In Filiates, Thesprotia, we discovered dresses that exuded historical gravitas, with designs rooted in the region's rich past and enduring traditions. The attire of Filiates served as a visual testament to its people's cultural heritage and resilience. Filiates is in the North of Igoumenitsa, not too far away. We scouted for quite a long time, but we managed to find a beautiful old abandoned local house, where the shooting took place. Four women wore the costumes and we did beautiful images inside most of the house's rooms.

Filiates, Thesprotia, Epirus, Greece. The local women's dresses. Photography by George Tatakis.
Inside a local house of Filiates

Ioannina: Urban Dresses in the Capital of Epirus

Ioannina, Epirus, Greece. The local women's costumes. Photography by George Tatakis.
Inside a local mansion in the city of Ioannina, Epirus

No journey through Epirus is complete without visiting Ioannina, a city steeped in history and innovation. The beautiful lake of the city, the medieval castle and the vibrant life are a few of the city's attractions. The Lyceum Club of Greek Women owns authentic costumes. Amongst them is the “Pirpiri” of Ioannina. That is the vest that the woman holding the mirror is wearing. This is one of the reasons I used the mirror in my photographs so we could feature Pirpiri's intricate embroidery.

The main shooting took place inside a local traditional mansion that serves as a museum. We then moved to an old local house and made some more portraits. I have used my haze machine to create a beautiful atmosphere in the rooms.

Ioannina, Epirus, Greece. The local women's costumes. Photography by George Tatakis.
The costumes of Ioannina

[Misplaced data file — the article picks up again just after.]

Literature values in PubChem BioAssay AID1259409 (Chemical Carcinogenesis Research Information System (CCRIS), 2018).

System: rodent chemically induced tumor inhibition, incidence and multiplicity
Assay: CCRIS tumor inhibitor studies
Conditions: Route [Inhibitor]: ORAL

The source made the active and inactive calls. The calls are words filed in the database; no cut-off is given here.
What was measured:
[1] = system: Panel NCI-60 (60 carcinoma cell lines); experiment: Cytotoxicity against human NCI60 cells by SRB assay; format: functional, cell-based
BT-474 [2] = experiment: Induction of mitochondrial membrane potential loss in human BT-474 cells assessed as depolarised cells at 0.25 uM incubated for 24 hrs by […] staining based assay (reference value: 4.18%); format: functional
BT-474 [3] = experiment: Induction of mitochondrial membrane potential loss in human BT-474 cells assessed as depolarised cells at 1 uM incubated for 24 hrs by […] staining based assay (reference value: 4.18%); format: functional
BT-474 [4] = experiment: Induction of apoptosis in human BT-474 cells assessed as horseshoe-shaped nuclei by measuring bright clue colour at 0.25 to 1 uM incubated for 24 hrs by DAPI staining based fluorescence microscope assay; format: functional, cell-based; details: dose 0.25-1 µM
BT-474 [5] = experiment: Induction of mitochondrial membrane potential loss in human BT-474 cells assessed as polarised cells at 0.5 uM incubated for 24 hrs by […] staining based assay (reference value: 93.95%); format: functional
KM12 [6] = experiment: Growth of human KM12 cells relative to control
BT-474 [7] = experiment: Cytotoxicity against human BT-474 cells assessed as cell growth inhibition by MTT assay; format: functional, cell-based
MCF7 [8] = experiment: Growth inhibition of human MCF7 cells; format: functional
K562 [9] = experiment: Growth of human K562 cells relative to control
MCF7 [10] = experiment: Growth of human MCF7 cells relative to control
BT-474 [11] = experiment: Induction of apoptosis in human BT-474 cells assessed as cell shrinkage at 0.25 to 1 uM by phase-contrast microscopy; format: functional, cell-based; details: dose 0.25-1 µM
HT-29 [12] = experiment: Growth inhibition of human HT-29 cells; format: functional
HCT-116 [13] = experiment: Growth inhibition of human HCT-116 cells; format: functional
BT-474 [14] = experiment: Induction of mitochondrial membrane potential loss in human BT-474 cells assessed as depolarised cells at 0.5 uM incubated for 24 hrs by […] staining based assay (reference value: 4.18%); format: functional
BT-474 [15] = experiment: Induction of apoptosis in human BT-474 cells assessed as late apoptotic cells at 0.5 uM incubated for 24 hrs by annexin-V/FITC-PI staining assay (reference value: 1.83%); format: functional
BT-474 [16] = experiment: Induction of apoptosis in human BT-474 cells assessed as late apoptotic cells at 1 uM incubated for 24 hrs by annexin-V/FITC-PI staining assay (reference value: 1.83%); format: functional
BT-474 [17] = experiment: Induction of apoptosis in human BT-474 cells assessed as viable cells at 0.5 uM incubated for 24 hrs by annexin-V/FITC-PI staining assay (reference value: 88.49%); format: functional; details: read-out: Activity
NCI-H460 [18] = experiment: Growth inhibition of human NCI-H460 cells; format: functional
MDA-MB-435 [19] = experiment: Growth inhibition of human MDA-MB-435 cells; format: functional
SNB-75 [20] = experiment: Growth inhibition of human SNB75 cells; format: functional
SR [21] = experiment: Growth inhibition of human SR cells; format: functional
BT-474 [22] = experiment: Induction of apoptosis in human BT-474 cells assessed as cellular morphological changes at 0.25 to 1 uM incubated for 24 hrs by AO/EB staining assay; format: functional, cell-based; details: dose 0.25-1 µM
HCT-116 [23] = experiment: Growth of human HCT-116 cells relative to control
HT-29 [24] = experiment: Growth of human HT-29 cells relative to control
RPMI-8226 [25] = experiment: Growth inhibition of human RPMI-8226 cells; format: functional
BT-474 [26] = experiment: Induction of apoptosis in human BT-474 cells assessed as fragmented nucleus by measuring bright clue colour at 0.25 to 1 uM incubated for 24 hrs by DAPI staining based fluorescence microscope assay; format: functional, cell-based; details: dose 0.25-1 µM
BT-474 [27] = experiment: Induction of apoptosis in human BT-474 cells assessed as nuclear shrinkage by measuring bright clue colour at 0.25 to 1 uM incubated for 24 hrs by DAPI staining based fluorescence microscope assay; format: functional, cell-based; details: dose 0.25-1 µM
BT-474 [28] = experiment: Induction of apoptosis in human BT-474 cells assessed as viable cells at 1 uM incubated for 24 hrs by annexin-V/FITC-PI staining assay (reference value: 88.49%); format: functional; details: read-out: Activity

Zagori: Reflection of Architectural Heritage

Zagori, Epirus, Greece. The local women's dresses. Photography by George Tatakis
At Agios Minas, overlooking the mountains in Zagori

The picturesque villages of Zagori are a feast for the eyes. This Greek mountainous region of Epirus is one of the unique attractions of Greece. Some of the sightseeings include the Vikos Gorge, the deepest gorge in the world, compared to its width. There is also the stone forest near Monodendri and the steep mountains, known as “Kolones (Columns)”.

Venturing into Zagori, we encountered dresses that mirrored the region's iconic stone-built architecture and lush landscapes. Each garment in Zagori reflected a relationship between cultural traditions and the natural environment, showcasing a unique fusion of aesthetics.

I have selected three different places to photograph the portraits of the four models. The first was Agios Minas. This is a village near Papigo, where you can see a beautiful view of the mountains of Zagori. We then drove to the stone forest near Monodendri which provides a unique landscape. Our final stop was by the Vikos Gorge, a 10-minute walk from the stone forest. Zagoria is one of the most beautiful regions of Epirus, and certainly an area of Greece not to be missed.

Zagori, Epirus, Greece. The local women's dresses. Photography by George Tatakis
At the stone forest, Zagori, Epirus

Metsovo: Influence of Mountain Landscapes on Attire

Metsovo, Epirus, Greece. Local costumes. Photography by George Tatakis.
Inside a house in Metsovo, Epirus